The National Theatre has declared a climate emergency.
In order to help tackle the issue it has committed to continue to set ambitious targets to move towards net carbon zero, having already cut its energy, waste and water carbon impacts by a quarter since 2016.
It has also promised to ensure “positive change, climate and ecological concerns” are reflected in its programme of performances and said it will reduce the environmental impact of bringing shows to the stage as much as possible, through sharing best practice with the rest of the industry and by absorbing information from other organisations.
The theatre notes it is assessing the impact of touring its plays and suggests although it will work to minimise the carbon impacts of its travel, “radical changes to national and international transport infrastructure are needed to reach carbon neutrality“.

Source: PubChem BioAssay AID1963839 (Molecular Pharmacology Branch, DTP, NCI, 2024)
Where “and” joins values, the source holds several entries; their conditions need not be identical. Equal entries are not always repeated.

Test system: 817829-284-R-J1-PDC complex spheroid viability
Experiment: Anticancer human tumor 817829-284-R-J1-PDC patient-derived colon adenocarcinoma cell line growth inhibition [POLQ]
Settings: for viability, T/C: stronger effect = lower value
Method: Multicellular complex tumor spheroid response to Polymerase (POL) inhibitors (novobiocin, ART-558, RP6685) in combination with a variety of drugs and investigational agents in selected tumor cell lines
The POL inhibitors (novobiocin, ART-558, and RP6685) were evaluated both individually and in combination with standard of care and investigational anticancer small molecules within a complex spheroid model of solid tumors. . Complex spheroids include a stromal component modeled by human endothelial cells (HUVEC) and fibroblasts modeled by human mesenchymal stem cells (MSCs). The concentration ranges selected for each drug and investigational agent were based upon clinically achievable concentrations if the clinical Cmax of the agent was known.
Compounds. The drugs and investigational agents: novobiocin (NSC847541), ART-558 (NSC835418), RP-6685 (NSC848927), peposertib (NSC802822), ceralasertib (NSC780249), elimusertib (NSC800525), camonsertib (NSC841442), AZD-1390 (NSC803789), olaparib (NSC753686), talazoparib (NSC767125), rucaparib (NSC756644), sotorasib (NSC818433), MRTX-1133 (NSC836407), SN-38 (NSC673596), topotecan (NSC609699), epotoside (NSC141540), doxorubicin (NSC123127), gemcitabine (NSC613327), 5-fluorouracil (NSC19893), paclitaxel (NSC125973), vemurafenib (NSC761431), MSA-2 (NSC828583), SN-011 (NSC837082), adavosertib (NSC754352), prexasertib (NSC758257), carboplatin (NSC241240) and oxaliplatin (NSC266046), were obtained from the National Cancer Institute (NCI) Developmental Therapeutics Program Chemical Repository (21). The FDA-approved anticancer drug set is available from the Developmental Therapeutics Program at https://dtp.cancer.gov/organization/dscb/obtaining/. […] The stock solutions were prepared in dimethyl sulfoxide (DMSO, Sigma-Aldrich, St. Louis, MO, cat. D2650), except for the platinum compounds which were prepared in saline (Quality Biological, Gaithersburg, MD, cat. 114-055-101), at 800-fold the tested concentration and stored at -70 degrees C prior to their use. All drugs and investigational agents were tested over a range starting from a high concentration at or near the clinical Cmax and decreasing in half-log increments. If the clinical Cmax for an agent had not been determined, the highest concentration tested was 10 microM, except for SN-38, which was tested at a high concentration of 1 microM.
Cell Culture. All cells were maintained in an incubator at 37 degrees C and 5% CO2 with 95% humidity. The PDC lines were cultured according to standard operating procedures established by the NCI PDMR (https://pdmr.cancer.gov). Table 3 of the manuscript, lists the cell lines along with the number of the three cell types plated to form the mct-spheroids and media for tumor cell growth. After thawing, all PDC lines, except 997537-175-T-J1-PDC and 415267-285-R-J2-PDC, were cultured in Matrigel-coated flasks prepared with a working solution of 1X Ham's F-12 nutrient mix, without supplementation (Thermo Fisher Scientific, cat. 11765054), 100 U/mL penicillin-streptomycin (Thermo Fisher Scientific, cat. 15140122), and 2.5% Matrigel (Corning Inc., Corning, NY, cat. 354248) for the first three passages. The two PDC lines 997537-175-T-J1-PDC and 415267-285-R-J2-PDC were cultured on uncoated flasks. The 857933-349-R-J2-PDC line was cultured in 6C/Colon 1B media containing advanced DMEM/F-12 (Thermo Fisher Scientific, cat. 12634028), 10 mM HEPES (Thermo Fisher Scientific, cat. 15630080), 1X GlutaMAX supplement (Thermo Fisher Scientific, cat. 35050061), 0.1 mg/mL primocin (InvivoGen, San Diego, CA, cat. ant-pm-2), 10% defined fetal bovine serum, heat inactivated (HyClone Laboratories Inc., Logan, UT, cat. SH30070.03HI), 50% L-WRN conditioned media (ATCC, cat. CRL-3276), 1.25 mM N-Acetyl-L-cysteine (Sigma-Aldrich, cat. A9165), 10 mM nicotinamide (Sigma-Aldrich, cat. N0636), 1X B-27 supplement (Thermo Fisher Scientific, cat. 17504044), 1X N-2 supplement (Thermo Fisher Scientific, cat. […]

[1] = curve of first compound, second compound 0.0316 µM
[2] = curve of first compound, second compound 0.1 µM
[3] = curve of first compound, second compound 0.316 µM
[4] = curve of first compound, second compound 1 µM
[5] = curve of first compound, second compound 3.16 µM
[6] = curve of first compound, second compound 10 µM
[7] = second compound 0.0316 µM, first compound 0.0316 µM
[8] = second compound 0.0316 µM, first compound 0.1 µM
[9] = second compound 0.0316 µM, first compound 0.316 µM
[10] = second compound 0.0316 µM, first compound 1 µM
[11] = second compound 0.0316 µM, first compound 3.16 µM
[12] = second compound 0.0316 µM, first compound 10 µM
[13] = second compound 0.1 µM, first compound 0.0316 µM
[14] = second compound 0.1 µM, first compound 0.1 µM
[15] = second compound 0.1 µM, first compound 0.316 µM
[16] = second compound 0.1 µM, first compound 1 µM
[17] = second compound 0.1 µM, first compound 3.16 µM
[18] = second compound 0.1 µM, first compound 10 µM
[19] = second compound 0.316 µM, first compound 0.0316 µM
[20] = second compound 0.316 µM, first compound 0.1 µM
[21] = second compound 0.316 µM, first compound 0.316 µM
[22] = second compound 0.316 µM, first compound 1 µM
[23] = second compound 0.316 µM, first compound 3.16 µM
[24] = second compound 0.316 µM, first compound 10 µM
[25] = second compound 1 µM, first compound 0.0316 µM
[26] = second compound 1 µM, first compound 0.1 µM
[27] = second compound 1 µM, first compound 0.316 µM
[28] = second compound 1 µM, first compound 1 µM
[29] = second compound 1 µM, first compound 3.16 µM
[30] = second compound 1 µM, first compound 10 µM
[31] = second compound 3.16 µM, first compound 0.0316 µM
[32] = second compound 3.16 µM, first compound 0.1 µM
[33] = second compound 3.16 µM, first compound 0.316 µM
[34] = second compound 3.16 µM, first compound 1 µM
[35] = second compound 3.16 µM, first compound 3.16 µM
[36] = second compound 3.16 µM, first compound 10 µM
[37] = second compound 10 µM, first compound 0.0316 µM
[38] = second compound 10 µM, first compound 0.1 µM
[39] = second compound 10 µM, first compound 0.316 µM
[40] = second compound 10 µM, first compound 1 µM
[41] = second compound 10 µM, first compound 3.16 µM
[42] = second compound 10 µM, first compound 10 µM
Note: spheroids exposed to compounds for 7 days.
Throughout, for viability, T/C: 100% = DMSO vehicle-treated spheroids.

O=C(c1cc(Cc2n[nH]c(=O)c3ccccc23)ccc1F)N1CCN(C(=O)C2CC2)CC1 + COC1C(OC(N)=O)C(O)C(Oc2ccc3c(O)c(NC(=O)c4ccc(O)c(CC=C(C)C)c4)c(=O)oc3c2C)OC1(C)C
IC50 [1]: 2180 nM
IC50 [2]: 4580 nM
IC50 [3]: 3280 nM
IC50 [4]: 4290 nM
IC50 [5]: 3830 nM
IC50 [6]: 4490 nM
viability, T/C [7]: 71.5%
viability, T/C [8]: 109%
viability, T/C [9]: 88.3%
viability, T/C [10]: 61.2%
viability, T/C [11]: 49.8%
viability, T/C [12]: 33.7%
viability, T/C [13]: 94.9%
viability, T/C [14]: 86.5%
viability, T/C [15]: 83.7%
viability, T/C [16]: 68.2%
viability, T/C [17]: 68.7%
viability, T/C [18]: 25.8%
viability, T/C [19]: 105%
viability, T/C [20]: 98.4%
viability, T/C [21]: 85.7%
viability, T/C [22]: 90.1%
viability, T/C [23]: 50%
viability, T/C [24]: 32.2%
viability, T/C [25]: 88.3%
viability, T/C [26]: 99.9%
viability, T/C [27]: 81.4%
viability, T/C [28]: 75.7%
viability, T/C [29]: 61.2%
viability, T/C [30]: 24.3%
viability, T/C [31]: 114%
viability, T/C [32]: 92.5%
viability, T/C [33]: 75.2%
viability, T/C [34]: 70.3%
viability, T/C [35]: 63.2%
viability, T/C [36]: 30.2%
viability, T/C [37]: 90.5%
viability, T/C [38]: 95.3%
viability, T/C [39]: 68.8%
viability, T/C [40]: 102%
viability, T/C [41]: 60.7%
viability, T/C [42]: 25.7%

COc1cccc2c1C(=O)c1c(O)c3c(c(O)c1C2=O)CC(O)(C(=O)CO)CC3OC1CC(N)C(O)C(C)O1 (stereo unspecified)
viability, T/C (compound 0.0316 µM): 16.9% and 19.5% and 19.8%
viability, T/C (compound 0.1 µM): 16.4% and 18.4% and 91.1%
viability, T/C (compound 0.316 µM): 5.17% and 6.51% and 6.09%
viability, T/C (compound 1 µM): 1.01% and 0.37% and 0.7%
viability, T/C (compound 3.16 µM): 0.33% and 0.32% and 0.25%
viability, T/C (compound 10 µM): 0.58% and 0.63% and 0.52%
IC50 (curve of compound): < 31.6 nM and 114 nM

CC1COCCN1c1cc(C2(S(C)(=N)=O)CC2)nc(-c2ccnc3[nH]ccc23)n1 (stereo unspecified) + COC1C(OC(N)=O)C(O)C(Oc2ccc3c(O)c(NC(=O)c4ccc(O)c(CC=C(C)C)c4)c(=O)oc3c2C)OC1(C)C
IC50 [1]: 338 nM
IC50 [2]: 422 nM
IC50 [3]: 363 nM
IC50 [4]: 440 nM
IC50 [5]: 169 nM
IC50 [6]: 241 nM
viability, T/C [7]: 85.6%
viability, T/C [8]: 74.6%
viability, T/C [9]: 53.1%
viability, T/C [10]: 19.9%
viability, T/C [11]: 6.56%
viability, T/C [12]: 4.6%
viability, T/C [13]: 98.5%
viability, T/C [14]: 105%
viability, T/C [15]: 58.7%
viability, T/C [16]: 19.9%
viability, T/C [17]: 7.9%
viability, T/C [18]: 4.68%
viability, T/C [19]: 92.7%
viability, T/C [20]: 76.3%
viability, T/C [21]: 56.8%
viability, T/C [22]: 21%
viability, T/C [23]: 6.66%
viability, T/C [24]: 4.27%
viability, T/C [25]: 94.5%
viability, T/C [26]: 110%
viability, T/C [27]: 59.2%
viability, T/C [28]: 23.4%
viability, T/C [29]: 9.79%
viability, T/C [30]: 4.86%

It has also announced Shell’s corporate membership with the theatre will come to an end in June 2020.
A spokesperson from the theatre said: “The planet is on track to reach a global temperature rise of 3˚C before the end of the century. The evidence of catastrophic environmental collapse is growing ever clearer, from extreme weather events to widespread extinction of species.
“We are on track to achieve our goals set in alignment with the Paris Agreement, taking us to carbon neutrality by 2050. But we believe this is a climate emergency – and it is our responsibility to aim for a carbon neutral National Theatre faster.”